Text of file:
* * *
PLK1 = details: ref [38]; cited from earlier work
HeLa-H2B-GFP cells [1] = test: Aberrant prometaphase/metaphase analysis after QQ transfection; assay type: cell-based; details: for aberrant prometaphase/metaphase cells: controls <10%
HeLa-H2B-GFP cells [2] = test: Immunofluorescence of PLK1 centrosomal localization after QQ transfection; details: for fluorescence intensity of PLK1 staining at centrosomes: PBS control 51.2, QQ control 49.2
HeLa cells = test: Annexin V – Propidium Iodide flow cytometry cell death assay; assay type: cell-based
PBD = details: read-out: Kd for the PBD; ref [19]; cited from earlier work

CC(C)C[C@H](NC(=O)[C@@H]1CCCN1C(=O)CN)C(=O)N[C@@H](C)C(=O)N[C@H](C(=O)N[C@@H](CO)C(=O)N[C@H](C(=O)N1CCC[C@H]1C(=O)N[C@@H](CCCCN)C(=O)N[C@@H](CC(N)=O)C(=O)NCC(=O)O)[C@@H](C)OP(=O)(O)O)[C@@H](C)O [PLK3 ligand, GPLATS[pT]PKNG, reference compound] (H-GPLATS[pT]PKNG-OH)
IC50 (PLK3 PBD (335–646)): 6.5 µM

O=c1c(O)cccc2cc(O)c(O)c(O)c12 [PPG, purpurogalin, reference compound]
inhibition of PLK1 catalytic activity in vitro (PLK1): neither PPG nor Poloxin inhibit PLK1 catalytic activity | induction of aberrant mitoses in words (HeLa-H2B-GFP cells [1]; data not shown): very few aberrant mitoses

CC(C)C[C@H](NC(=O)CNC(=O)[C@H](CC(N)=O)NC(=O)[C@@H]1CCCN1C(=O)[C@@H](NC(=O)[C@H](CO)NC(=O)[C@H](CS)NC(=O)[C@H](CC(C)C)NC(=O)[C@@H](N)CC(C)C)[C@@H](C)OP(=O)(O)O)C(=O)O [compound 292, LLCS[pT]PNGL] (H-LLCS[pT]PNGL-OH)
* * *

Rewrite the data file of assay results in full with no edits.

PLK1 = details: ref [38]; cited from earlier work
HeLa-H2B-GFP cells [1] = test: Aberrant prometaphase/metaphase analysis after QQ transfection; assay type: cell-based; details: for aberrant prometaphase/metaphase cells: controls <10%
HeLa-H2B-GFP cells [2] = test: Immunofluorescence of PLK1 centrosomal localization after QQ transfection; details: for fluorescence intensity of PLK1 staining at centrosomes: PBS control 51.2, QQ control 49.2
HeLa cells = test: Annexin V – Propidium Iodide flow cytometry cell death assay; assay type: cell-based
PBD = details: read-out: Kd for the PBD; ref [19]; cited from earlier work

CC(C)C[C@H](NC(=O)[C@@H]1CCCN1C(=O)CN)C(=O)N[C@@H](C)C(=O)N[C@H](C(=O)N[C@@H](CO)C(=O)N[C@H](C(=O)N1CCC[C@H]1C(=O)N[C@@H](CCCCN)C(=O)N[C@@H](CC(N)=O)C(=O)NCC(=O)O)[C@@H](C)OP(=O)(O)O)[C@@H](C)O [PLK3 ligand, GPLATS[pT]PKNG, reference compound] (H-GPLATS[pT]PKNG-OH)
IC50 (PLK3 PBD (335–646)): 6.5 µM

O=c1c(O)cccc2cc(O)c(O)c(O)c12 [PPG, purpurogalin, reference compound]
inhibition of PLK1 catalytic activity in vitro (PLK1): neither PPG nor Poloxin inhibit PLK1 catalytic activity | induction of aberrant mitoses in words (HeLa-H2B-GFP cells [1]; data not shown): very few aberrant mitoses

CC(C)C[C@H](NC(=O)CNC(=O)[C@H](CC(N)=O)NC(=O)[C@@H]1CCCN1C(=O)[C@@H](NC(=O)[C@H](CO)NC(=O)[C@H](CS)NC(=O)[C@H](CC(C)C)NC(=O)[C@@H](N)CC(C)C)[C@@H](C)OP(=O)(O)O)C(=O)O [compound 292, LLCS[pT]PNGL] (H-LLCS[pT]PNGL-OH)